125; Benson v. Christian, 129 Ind. 535, 29 | is not, in any proper or legal sense, a comX. E. 26; Farrell v. State, 45 Ind. 371; promise and settlement of liability under Thomasson v. State, 15 Ind. 449; Reams v. the act. The language of the contract is: State, 23 Ind. 11l; Bank of State v. Neu "And I agree that the acceptance of benefits Albany, 11 Ind. 139; State ex rel. Stingley from said relief fund shall operate as a rev. Sullivan, 74 Ind. 121; Indianapolis v. lease of all claims for damages against said Huegele, 115 Ind. 581, 18 N. E. 172; Hunter company, arising from such injury or v. Burnsville Turnp. Co. 56 Ind. 213; Wal- death,” etc. So, by the express terms of the ker v. Dunham, 17 Ind. 483; McCaslin v. contract, it is a release, and not a comproState, 44 Ind. 151; State ex rel. Terre mise and settlement. The acceptance of benHaute v. Kolsem, 130 Ind. 434, 14 L. R. A. efits shall operate as a release. But what 566, 29 N. E. 595; Shoemaker v. Smith, 37 makes it so? If the antecedent contract Ind. 122; Crawfordsville & S. W. Turnp. Co. was abrogated, the acceptance of benefits v. Fletcher, 104 Ind. 97, 2 N. E. 243; Bar- would have no effect whatever upon the quesnett v. Harshbarger, 105 Ind. 410, 5 N. E. tion of appellant's liability under the act; 718; Hunt v. Lake Shore & M. S. R. Co. because he had a legal and moral right, as 112 Ind. 69, 13 N. E. 263. We therefore before remarked, to demand and receive hold that the 5th section is not invalid, be such benefits. So, if the release takes place, cause it is a matter properly connected with it is not by virtue of the acceptance, but the subject of the act.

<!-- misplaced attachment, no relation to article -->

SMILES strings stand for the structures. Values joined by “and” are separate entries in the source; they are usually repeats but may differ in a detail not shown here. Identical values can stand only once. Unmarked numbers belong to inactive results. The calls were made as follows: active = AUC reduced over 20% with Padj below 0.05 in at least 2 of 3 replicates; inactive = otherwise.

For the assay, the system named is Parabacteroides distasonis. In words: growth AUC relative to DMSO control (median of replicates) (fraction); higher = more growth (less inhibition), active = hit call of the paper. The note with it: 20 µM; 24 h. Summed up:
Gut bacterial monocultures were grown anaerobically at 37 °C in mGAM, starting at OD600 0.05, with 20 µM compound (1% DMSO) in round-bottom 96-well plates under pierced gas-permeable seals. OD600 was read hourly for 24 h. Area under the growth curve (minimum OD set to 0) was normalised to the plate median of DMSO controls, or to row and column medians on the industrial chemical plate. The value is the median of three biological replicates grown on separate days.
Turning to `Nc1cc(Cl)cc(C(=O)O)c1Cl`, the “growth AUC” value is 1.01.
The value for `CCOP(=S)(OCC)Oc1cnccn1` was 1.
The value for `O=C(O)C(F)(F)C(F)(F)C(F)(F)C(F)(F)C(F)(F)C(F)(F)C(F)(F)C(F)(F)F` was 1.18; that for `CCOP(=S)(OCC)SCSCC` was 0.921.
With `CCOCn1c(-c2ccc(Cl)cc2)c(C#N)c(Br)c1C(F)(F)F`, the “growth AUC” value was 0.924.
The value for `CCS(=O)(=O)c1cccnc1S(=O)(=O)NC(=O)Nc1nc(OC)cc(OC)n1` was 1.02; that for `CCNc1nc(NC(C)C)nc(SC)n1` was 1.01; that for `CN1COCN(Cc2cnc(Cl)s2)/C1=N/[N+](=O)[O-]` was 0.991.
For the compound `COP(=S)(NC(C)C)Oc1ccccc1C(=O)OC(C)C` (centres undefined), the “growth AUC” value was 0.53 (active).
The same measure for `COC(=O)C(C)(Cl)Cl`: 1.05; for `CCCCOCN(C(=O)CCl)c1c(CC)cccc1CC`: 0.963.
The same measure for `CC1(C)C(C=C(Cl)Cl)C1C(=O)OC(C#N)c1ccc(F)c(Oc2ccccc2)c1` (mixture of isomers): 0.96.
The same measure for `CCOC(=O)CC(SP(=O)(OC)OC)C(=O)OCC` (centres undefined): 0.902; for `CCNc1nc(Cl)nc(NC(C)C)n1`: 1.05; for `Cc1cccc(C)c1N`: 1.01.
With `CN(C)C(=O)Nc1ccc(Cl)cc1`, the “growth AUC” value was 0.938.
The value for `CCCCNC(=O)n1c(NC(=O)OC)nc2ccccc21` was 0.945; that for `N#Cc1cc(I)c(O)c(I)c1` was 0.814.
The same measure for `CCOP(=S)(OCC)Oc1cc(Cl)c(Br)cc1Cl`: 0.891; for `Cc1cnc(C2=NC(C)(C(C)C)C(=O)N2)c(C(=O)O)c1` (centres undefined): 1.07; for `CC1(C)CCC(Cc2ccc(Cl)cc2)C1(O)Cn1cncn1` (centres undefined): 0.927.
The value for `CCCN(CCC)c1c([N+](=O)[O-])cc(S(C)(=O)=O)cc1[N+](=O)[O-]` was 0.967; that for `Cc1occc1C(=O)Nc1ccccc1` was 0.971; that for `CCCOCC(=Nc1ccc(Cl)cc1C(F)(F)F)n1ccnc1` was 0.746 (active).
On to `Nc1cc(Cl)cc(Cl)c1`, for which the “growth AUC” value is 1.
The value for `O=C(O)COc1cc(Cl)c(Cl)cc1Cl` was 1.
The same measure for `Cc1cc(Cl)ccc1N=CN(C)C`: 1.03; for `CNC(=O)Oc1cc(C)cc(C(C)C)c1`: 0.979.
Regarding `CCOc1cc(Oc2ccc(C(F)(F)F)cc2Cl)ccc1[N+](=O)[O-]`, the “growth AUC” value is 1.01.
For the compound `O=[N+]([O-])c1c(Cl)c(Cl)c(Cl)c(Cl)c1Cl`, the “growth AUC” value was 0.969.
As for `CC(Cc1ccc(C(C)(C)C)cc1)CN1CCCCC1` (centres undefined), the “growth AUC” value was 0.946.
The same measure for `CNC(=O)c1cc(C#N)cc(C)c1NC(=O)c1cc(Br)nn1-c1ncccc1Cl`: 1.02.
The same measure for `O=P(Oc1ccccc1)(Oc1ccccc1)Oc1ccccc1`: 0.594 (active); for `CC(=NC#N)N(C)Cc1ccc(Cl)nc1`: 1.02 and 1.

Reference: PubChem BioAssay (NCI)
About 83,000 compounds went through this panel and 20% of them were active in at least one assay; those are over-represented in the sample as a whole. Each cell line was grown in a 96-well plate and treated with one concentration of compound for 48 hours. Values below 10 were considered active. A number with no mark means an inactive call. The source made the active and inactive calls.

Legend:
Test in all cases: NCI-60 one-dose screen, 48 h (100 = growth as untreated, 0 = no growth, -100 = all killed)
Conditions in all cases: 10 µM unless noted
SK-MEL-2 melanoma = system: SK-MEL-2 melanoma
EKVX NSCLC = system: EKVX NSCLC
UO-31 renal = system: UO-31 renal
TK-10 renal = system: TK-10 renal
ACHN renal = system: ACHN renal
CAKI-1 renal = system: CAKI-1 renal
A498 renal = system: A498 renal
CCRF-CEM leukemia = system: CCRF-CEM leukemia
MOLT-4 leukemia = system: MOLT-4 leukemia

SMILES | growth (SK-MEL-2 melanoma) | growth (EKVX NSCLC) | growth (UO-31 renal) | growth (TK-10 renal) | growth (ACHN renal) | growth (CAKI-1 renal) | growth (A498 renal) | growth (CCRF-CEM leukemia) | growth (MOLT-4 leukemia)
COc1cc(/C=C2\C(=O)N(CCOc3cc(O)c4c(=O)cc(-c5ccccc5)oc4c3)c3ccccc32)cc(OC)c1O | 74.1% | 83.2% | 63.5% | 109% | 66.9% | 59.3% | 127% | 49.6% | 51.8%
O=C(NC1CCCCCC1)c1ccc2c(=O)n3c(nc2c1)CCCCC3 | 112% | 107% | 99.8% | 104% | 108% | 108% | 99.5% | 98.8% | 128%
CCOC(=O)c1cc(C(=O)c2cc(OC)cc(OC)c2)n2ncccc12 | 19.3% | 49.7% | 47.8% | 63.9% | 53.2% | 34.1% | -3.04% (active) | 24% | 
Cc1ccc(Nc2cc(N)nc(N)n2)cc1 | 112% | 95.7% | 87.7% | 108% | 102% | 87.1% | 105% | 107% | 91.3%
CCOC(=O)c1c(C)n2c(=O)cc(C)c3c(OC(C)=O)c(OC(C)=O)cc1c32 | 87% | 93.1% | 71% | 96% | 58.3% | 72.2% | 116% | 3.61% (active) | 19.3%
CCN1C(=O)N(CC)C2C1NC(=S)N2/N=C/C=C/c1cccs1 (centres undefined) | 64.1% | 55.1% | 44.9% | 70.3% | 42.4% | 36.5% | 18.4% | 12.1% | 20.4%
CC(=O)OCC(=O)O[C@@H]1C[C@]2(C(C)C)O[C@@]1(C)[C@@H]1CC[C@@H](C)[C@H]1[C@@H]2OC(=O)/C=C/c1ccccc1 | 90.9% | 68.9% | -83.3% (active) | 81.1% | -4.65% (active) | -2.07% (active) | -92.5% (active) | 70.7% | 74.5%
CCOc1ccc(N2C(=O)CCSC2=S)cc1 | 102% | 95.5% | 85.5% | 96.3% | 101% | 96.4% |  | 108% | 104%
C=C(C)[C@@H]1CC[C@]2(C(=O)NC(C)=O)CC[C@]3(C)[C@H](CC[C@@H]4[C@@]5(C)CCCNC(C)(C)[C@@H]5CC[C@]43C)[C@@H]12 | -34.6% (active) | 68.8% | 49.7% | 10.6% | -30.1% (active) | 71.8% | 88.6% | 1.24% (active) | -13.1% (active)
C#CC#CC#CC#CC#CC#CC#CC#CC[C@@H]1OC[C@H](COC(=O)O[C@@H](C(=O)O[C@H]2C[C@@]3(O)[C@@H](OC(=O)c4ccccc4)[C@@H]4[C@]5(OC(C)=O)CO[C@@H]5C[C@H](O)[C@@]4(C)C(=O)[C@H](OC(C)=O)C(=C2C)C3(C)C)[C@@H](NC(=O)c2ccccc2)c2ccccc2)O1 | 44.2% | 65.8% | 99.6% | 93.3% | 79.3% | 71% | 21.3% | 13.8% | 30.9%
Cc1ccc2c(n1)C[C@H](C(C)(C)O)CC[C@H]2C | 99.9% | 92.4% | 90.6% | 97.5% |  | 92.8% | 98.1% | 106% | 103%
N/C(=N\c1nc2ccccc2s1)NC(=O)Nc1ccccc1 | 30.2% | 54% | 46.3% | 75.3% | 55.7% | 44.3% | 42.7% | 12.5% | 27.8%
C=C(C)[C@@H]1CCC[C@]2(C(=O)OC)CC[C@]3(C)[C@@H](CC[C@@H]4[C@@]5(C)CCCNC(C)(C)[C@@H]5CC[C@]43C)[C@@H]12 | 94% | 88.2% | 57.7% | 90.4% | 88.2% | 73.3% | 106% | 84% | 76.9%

it is by the force, vigor, and effect of the Assuming that it is valid, and makes con- antecedent contract. It breathes that eftracts releasing or relieving corporations fect into the acceptance. from liability under the act absolutely void, But it is contended that the contract does appellant's learned counsel contend that not, of itself, operate as a release of liability there is nothing in the agreement set forth under the act. The only difference between in the second paragraph of the answer re- it and a contract of absolute release is that lieving or releasing the company from liabil. the one would be unconditional while the ity for negligence, or from any liability other is conditional. The conclusion seems whatever. They say appellee "elected to ac- unavoidable that the contract here is a concept benefits from the relief fund, and, hav- ditional release of appellant from liabiling done so, he cannot maintain this action ity under the act. The condition upon for damages. That is the essence of his which it is to become absolute is the acceptagreement.” Appellant's counsel further ance of benefits from the relief fund. Secsay in one of their briefs that "the payment tion 5 of the act makes "all contracts and acceptance of benefits under the terms